It can’t have escaped anyone’s notice that mental health has become a big issue this year. It’s practically impossible to turn on the TV, open a newspaper or even walk down the street without someone banging on about it. The message put about by, amongst others, members of the Royal family, sports personalities and rock stars is that mental health, and the problems associated with it, are subjects we should all be far more willing to discuss.
As a long-term sufferer from recurrent, but fortunately not incapacitating, depression I should welcome this focus on mental health. So why does it leave me feeling slightly uneasy?
Because while so much attention is being given to mental health, the subject of mental illness seems to have been sidelined. What were once referred to as mental illnesses have been rebranded as mental health problems. But to the sufferer, a mental illness is so much more than a problem.
Given time, resources and relevant support a problem is something that can be solved. Perhaps describing mental illnesses as mental health problems is intended to be empowering, telling sufferers that they can take control. But there is an inherent difficulty here.
Inability to solve a problem is seen as failure, or not trying hard enough. The stark truth, however, is that mental illness cannot be cured, the problem cannot be solved. It can be controlled or relieved by medication and/or therapy. It can remit. But there is always, at the very least, the threat that it will return.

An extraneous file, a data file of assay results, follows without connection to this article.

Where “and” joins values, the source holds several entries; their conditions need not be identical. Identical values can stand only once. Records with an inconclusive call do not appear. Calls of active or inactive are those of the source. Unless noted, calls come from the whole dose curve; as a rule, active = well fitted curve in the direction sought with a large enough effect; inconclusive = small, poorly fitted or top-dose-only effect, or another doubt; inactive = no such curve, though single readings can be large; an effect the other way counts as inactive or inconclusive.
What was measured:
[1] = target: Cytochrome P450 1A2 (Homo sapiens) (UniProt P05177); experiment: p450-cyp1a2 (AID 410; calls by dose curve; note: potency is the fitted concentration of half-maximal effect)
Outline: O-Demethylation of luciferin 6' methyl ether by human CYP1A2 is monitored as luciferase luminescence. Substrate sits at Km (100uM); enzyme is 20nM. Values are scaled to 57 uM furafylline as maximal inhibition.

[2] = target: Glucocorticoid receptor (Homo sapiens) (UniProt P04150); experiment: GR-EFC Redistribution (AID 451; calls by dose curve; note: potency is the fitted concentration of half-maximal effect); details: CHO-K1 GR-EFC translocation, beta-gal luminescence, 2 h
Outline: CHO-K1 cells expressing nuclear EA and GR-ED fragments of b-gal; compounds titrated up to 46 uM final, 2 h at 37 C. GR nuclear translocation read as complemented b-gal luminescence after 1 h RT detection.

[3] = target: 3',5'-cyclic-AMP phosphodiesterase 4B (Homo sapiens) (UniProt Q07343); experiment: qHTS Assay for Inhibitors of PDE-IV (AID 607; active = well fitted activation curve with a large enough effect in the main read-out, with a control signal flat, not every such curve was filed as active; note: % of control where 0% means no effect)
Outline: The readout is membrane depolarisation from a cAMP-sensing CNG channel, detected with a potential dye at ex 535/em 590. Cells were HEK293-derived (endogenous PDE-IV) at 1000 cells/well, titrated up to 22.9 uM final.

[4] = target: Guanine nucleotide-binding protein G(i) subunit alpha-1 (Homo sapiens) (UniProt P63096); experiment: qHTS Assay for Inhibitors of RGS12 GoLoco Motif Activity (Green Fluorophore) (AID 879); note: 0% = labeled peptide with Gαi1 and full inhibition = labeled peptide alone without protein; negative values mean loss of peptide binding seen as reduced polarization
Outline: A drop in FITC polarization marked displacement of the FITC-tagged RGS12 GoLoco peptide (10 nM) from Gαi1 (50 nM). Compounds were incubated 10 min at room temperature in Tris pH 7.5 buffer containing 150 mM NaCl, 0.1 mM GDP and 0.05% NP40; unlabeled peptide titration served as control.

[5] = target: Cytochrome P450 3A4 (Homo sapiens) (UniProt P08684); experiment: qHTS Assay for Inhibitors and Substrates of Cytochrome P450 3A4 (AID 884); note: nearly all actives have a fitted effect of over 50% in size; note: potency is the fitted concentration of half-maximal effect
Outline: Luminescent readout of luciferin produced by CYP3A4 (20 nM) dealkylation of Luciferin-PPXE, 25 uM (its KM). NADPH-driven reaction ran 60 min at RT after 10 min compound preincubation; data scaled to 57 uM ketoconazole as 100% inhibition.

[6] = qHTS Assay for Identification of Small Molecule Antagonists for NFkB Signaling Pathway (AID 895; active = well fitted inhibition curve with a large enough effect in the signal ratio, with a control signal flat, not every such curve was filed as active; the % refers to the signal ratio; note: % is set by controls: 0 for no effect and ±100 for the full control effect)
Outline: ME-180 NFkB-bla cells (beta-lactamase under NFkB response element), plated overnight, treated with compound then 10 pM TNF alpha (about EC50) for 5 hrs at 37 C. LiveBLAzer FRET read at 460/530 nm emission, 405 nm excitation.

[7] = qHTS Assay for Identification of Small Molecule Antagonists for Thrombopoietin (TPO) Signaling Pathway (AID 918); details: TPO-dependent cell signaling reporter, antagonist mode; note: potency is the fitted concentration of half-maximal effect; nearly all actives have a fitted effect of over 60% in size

When I am in the throes of one of my recurring depressions, I do not have a problem. I am ill. I cannot solve this. Does that make me a failure?
A survey of 5,000 UK adults conducted by the National Centre for Social Research found that 1 in 4 had been diagnosed with a mental illness. Are all these people failing to solve their mental health problem? Apparently so, as the same survey revealed that 1 in 5 people agreed that ‘one of the main causes of mental illness is a lack of self-discipline and willpower’.
In this, the second decade of the 21st century, there is still, appallingly, a stigma attached to mental illness. While we may have moved on from talk of “nutters” who are “not right in the head” spending time in the “loony bin”, but the Mental Health Foundation reports that nearly nine out of ten people with a mental illness say that stigma and discrimination have a negative effect on their lives. Fear of receiving a label which might have negative consequences in later life prevents many people from seeking help for their illness.
In this context, the increased publicity currently being given to mental health can only be welcomed. But how can we tackle discrimination, shame and fear if we can’t even bring ourselves to refer to its cause by name? Perhaps the first step in removing the stigma would be to openly and honestly go back to talking about mental illness as enthusiastically as we now talk about mental health.